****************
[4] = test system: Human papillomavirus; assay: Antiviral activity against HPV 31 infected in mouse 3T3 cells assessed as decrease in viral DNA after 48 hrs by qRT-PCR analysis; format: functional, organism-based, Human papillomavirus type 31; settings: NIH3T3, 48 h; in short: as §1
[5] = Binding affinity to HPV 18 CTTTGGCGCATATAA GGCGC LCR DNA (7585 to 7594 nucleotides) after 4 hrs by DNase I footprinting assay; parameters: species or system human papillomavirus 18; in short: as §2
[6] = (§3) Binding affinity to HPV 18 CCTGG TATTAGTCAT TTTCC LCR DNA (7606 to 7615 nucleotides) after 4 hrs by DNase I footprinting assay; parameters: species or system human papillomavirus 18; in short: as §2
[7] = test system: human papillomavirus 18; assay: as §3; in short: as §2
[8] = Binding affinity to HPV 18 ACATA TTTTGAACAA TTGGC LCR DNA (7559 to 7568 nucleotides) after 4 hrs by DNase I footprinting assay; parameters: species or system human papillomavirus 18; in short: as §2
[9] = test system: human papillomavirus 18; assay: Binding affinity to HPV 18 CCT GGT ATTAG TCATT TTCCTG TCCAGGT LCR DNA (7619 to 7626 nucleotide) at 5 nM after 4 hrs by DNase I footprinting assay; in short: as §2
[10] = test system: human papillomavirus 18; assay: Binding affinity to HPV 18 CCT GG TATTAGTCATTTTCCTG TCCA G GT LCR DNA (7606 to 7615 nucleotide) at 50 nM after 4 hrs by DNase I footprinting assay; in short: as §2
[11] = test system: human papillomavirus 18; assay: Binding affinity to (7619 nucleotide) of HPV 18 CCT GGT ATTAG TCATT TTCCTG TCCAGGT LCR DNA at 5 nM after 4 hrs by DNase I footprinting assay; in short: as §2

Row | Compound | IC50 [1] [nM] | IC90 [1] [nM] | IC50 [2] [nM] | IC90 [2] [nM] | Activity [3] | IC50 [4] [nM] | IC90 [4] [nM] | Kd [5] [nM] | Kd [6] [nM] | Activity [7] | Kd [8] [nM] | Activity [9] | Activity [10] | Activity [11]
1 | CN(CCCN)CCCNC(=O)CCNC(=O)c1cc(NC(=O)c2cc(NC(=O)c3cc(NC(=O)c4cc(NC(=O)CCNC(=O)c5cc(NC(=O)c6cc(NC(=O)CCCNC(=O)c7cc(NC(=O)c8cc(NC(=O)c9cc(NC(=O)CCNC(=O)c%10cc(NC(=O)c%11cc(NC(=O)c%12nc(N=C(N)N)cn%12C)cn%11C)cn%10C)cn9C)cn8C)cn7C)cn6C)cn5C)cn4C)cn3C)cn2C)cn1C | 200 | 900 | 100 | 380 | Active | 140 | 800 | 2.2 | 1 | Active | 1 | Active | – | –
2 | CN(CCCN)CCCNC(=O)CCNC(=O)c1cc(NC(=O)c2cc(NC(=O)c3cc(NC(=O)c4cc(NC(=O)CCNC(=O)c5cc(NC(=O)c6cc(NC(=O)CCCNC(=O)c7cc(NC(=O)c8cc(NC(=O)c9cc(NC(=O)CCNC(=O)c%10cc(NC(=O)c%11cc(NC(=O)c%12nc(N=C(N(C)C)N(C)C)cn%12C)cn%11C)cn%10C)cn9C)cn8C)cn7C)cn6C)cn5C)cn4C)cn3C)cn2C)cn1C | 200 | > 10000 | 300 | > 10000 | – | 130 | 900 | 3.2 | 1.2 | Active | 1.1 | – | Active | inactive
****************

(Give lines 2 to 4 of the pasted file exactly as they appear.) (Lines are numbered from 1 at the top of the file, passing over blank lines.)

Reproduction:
[5] = Binding affinity to HPV 18 CTTTGGCGCATATAA GGCGC LCR DNA (7585 to 7594 nucleotides) after 4 hrs by DNase I footprinting assay; parameters: species or system human papillomavirus 18; in short: as §2
[6] = (§3) Binding affinity to HPV 18 CCTGG TATTAGTCAT TTTCC LCR DNA (7606 to 7615 nucleotides) after 4 hrs by DNase I footprinting assay; parameters: species or system human papillomavirus 18; in short: as §2
[7] = test system: human papillomavirus 18; assay: as §3; in short: as §2